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Time Keeps On Ticking Ticking Ticking… Into the Workplace

Laurel Newman
Behavioral Scientist

Editor’s Note: They say “Time is money.” They’re wrong. You can save money. You can borrow money. If you’re running out of money, your bank will certainly let you know.

Time? Time is a jerk. You can’t save it, you can’t borrow it, you don’t know when it’s going to run out, and you certainly don’t get any refunds for time not well spent.

Too bad: We’re stuck with time. There’s no hippy commune where we can just barter for minutes and avoid ever dealing with time. For most of us, that’s bad news, because we’re terrible at time. Look at me: I am horrible at time management. I’ve learned not to weep each day about how little I’ve done, but I still come close. Somehow, I’ve cranked out whatever work product I have – here and elsewhere – but it’s taken decades to do what others would’ve accomplished sooner. (Don’t tell.)

In other words, even though I’ve written a lot about money, it’s actually money’s bastard cousin time that obsesses me most. How can I handle time better? How can we all? This research helps.


A friend of mine once said, “People have an idea of what their values are based on what they want them to be. But if you really want to know what someone’s priorities are, open up their calendar and see how they’re spending their time.” These words stuck with me, and I often return to them when I need a reminder to devote more of life’s most precious resource (time) to the people and causes that mean the most to me.

The same situation occurs in our workplaces. Fortunately, most workers in today’s knowledge economy have at least some autonomy over their schedules. A unifying feature of human behavior, however, is that people tend to take the path of least resistance. At work, our desire to be a good team player causes us to default to “yes” when someone needs something from us. Each single request seems worth doing. But when you put them together, there’s often little time left over for us to do our actual work.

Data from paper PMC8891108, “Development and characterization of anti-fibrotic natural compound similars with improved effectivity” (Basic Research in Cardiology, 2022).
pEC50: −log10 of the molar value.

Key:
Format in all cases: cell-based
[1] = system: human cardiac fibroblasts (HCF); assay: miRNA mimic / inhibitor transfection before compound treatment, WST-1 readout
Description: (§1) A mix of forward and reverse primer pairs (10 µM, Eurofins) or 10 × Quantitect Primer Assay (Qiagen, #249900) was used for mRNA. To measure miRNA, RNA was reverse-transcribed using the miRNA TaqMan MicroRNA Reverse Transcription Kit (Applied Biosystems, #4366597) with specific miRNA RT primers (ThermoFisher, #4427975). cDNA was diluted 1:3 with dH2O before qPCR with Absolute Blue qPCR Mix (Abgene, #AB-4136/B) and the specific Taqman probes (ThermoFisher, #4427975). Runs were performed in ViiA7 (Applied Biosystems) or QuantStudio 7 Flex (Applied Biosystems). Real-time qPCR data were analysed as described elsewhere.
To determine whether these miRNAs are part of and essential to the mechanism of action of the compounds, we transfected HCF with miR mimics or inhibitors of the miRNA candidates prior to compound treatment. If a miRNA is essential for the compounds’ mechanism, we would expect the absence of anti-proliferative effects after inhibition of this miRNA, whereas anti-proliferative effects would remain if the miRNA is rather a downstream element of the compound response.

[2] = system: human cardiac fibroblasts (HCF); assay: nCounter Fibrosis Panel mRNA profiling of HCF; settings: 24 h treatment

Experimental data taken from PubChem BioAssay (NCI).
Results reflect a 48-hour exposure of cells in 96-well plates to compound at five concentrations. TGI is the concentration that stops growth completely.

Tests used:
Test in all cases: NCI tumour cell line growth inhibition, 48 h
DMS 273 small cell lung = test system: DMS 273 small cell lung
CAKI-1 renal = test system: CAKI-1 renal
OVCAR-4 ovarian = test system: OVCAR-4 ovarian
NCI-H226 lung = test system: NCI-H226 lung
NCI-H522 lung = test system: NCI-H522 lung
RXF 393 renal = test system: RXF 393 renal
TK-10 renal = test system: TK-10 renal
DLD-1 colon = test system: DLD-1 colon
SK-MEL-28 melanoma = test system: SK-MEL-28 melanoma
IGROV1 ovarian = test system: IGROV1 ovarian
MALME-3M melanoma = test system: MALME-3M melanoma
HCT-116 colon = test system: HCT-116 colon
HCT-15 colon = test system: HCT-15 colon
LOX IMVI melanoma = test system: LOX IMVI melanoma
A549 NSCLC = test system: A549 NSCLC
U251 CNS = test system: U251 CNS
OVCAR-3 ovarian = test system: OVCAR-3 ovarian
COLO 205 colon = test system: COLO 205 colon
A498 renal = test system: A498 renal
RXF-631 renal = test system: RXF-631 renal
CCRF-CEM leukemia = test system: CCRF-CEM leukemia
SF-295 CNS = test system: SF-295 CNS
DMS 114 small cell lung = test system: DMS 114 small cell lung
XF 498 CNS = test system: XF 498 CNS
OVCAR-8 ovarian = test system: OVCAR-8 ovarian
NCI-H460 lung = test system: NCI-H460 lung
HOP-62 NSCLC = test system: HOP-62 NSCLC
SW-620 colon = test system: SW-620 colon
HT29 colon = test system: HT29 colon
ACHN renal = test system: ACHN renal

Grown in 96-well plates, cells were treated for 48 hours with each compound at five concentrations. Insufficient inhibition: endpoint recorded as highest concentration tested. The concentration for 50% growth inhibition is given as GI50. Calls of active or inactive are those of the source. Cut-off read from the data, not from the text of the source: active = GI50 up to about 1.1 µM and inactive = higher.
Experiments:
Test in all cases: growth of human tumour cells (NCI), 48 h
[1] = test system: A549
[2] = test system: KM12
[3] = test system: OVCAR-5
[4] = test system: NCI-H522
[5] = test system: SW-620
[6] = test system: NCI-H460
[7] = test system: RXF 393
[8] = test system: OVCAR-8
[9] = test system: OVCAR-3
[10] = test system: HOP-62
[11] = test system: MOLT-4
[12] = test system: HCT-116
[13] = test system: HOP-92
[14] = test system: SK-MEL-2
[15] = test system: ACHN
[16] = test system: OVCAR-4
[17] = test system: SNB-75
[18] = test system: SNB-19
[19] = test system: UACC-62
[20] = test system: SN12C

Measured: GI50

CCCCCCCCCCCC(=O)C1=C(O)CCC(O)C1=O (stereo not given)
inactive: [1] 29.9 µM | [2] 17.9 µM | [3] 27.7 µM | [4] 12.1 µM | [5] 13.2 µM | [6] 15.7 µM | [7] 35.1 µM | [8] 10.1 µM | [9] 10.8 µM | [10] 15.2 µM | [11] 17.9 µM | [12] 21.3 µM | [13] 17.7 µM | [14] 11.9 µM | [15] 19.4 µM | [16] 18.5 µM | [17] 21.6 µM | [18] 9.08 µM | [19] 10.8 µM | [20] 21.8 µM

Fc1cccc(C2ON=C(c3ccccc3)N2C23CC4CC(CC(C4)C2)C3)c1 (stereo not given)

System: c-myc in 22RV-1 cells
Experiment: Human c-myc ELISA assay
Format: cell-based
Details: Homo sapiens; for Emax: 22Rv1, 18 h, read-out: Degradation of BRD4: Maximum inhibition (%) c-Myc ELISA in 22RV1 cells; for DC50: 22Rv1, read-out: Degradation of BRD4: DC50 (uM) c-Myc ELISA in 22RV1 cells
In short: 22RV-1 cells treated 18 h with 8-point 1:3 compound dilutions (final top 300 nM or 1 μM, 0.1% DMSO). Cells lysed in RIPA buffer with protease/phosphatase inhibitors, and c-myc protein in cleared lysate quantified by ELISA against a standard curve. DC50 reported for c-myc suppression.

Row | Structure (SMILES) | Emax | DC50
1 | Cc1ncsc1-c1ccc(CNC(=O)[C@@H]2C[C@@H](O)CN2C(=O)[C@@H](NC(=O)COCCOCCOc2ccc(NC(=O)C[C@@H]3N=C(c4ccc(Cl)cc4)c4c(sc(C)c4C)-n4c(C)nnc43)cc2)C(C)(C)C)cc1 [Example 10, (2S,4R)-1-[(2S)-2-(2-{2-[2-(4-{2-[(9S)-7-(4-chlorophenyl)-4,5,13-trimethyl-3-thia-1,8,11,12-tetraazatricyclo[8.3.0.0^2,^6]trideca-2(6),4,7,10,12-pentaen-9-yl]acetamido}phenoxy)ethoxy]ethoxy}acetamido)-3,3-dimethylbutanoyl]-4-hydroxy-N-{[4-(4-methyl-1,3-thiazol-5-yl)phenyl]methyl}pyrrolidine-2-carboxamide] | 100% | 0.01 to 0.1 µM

Raise your hand if you have ever been in a meeting where someone asked you why something is not done yet, and the answer (at least in your head) is, “because we keep meeting to talk about it! I can’t actually do the work!” Moreover, our limited cognitive resources in times of stress cause us to default to prioritizing tasks that are urgent over tasks that are important. So how can we prevent our most important work from being pushed to the side?


How can we prevent our most important work from being pushed to the side?

This is the question that one of my colleagues posed several months ago. His team was having trouble meeting deadlines that required a steady stream of independent work because they felt pressure to reply in real time to every client request. Several psychological theories have at their core the assumption that in order for someone to do something (e.g., think critically, complete a behavior), they must have the motivation, the time and the ability to do it.

Our employees were motivated. They wanted to get the work done. So communicating to them on how critical the work is to the business would probably only frustrate them. They were able as well; they’re competent, capable people. They didn’t need any extra training or equipment to get the job done. What they did not have was time. In their client-facing roles, they believed their first priority should be monitoring client needs, and because clients always have needs, they were deprived consistent blocks of time to do their heads-down work. The article below tells the story of how we worked with the business to create a zero-cost strategy to direct people’s time and attention to their most important work.


They didn’t need any extra training or equipment to get the job done. What they did not have was time.

Editor’s note: The following article originally appeared in Harvard Business Review and was co-authored by Ms. Newman, Charlotte Blank (chief behavioral officer, Maritz), Ashley Whillans (professor, Harvard Business School) and Laura M. Giurge (post-doc, London School of Business).


It’s 9 a.m. on a Monday, and you just arrived at work. Your to-do list for the week is long: answering emails, making client calls, attending meetings, researching a client’s needs, writing a proposal, updating a project plan, reading about new developments in your field … the list doesn’t seem to end.

Which tasks should you focus on first?

The approach that many of us too often default to is checking off tasks that are easiest to complete or are due first, regardless of importance – a phenomenon that scholars describe as the “mere urgency” effect.

In 2018, researchers documented this effect across five experiments in which they asked participants to make trade-off decisions between tasks that varied in urgency and importance. Urgent tasks expired faster, whereas important tasks paid more. They found that people favored urgent tasks over important ones — even when these tasks paid less. It seems that we pay more attention to time when we feel like we have less of it. So when we feel busy, we are more likely to favor urgent, unimportant tasks.

This tendency becomes stronger the busier we are. When we have a lot of tasks to do and not enough time to do them (what researchers call “time poverty”), we don’t have the bandwidth to determine the relative importance of each of our tasks. So, we revert to heuristics or cues in our environment, such as task length or task deadline, to decide how to prioritize, and we focus on what we can quickly cross off our list to feel more in control over our busy schedules.